ERROR AND CONCLUSIONS

     For any predator-prey model constructed there will always be an element of error due to the extreme variability of nature. To eliminate as much of this error, it is always important to take as careful measurements as possible. Also, when reviewing results from a model, one must remember that 0.58 does not equal one animal, nor does it equal zero animals. Determining which of those two values - zero or one - that you choose will indisputably skew your results. There are extensive statistical analyses that we will not cover here that can be used to test the accuracy of any given model but it is suffice to say that mathematical modeling is an approximation that will always involve a certain amount of error.
    Another major problem with the previous graphs, and for that matter the models themselves, is that the time units were in years.  Many interactions between the predator and prey go unseen because the models are sampling only once each year.  For more accuracy the time units are decreased so that more samples per year (or whatever time interval you are looking at) are taken.  This property of a 'slide show' effect is an inherent characteristic of the discrete model. 

    In a closed system with two populations  will - unless the initial interactions between predator and prey lead to early extinction - find an equilibrium point to fluctuate between over the years.  They reach a steady state that allows both species to continue.  Recall that in the phase plot, where the predator population was plotted against the prey population, they cycled around the equilibrium point.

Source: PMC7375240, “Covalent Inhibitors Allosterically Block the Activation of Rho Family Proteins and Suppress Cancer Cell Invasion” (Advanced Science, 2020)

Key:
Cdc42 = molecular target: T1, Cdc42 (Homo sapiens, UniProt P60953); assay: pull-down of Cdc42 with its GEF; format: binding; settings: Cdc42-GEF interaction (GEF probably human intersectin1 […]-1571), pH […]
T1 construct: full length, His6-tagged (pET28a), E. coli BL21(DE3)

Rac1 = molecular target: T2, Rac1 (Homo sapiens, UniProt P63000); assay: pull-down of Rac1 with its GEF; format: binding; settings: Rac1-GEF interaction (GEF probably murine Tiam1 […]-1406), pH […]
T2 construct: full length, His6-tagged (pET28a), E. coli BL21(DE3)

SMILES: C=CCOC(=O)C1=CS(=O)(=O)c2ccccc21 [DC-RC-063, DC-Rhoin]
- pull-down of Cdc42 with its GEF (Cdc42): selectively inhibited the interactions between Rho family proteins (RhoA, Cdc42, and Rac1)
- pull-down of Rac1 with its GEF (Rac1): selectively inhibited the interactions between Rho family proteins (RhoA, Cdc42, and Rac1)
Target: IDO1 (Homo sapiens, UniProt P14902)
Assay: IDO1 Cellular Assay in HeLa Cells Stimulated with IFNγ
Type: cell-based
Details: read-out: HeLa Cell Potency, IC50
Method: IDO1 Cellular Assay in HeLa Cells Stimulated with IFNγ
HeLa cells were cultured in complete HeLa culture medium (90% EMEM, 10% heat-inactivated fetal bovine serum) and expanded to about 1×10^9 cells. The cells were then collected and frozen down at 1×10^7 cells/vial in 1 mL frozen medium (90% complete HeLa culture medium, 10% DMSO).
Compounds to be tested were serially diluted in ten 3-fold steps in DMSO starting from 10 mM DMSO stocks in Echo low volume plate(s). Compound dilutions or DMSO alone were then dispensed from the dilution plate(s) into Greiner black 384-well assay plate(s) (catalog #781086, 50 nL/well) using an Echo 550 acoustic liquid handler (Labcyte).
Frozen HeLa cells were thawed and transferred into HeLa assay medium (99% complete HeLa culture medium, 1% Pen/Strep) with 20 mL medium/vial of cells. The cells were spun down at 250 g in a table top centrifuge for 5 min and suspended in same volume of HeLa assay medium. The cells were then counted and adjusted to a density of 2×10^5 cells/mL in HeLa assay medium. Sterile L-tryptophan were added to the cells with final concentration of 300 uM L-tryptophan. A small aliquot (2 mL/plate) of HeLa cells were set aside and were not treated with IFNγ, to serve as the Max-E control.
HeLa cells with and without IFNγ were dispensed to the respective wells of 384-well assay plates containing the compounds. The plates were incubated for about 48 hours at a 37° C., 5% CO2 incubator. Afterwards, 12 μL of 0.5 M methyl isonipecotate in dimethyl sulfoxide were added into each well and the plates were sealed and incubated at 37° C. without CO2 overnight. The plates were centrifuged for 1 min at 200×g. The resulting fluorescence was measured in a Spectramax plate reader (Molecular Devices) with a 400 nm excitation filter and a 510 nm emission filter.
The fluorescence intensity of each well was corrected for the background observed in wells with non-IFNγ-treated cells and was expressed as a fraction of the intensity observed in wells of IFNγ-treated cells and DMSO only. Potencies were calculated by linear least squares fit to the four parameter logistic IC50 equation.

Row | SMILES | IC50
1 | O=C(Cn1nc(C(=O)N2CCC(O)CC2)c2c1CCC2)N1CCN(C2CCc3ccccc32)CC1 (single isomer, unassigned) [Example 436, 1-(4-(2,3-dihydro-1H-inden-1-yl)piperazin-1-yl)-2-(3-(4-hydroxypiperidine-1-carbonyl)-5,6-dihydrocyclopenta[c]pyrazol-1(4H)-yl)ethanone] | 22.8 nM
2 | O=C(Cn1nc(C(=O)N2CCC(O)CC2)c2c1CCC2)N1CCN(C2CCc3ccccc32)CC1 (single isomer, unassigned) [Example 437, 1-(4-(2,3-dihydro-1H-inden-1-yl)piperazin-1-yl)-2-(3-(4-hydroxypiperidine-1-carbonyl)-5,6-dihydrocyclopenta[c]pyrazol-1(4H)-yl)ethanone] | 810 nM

There are ways to improve the predator-prey model to make it better fit the real world.  The most obvious place to start would be to include more variables to create a non-closed system.  Realistically, immigration and emigration do exist.  Animals do leave an area of interaction through other methods besides death and birth.  It is also rare that only two species interact.  Rabbits are preyed on by wolves, foxes and other animals.  Wolves also prey on animals besides rabbits.  Creating equations that take these factors into account would be more realistic.  Although adding variables would be easy, figuring out how they relate to the other variables is complicated.  Eventually there will be newer, better models, but the Lotka-Volterra model is decently helpful in predicting the future trends, which is what population models are needed to do.

     As we have explained, the predator - prey model is a very useful tool in helping to describe and thus predict the behavior of population interactions in the wild. The usefulness of this modeling technique goes far beyond animal interactions in the wild though. Ranging from modeling chemo therapy versus the cancerous cells to describing the fermentation of yeast, various forms of predator - prey models can be and are used in a wide variety of ways to lend a scientific hand to everyday life's complications.
Bibliography

Intro    Pred-Prey Graphs    Phase Plots    Equilibrium Points    Conclusion&Error

  

2000 -  Horowitz & Joshi